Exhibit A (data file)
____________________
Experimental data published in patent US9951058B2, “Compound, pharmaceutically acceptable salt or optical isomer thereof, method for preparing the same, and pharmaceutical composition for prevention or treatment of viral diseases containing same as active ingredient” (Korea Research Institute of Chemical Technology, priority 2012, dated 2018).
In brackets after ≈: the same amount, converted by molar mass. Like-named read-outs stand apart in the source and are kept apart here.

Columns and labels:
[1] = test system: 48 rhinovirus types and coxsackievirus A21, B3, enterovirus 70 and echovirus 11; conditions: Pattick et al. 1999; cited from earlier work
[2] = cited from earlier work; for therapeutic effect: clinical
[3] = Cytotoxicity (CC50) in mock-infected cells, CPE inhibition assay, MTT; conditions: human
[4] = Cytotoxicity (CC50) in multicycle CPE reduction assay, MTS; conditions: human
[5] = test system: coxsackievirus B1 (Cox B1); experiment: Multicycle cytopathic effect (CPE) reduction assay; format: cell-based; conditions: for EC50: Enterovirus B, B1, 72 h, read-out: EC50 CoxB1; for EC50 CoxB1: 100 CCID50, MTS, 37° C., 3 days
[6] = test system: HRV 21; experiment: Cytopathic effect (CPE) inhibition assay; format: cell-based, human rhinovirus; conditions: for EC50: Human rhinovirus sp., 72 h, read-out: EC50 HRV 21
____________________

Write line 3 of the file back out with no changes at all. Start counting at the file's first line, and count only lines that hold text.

Columns and labels: